Date of Award


Document Type

Masters Thesis

Degree Name


Organizational Unit

College of Arts Humanities and Social Sciences

First Advisor

Alejandro Cerón, Ph.D.


Access, Health, HIV, Medical anthropology, Orlando, Stigma


In 2017, The CDC (center for disease control and prevention) released a memo confirming popular medical opinion that an HIV positive person with an undetectable viral load was unable to transmit the HIV virus. While treatment and prevention options are advancing, this advancement may not translate directly into reduced stigma, which is produced and reproduced by external barriers to accessing healthcare, and internalized by HIV positive people as emotional trauma. This research explores the relationship between the availability of contemporary resources for the treatment and prevention of HIV/AIDS, and the environment of stigma experienced by positive gay and bisexual men in Orlando, Florida, a city among those leading the nation in new infections. The study found that structural barriers to access, such as a lack of public transit and the high price of medications, created an uneven distribution of available treatment and resources. It also found that both external experiences of stigma and exclusion, and social and cultural attitudes about queerness and HIV transmission, caused HIV positive gay and bisexual men to internalize trauma. Finally, the study revealed that HIV positive gay and bisexual men approached the management of stigma using various strategies, most commonly focusing on the formation of communities and safe spaces, which were largely determined by personal preference and life experience.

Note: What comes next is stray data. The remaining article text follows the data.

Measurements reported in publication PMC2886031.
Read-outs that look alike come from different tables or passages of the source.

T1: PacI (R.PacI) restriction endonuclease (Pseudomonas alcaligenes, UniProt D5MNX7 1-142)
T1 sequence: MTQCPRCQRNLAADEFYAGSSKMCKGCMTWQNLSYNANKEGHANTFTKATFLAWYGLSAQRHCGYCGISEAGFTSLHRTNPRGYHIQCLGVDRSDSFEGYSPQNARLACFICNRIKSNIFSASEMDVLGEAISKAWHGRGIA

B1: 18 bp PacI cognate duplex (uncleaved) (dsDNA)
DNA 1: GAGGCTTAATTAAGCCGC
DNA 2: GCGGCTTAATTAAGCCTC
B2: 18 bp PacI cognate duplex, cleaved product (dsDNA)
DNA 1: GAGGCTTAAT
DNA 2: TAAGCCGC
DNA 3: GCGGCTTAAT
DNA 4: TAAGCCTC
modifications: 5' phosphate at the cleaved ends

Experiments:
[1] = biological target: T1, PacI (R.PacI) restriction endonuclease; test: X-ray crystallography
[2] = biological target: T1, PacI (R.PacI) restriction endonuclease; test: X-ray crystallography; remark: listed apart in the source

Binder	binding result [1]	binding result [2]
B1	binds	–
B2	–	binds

Publication Statement

Copyright is held by the author. User is responsible for all copyright compliance.

Rights Holder

Julian Cerrell Nilsson


Received from ProQuest

File Format




File Size

97 p.


Cultural anthropology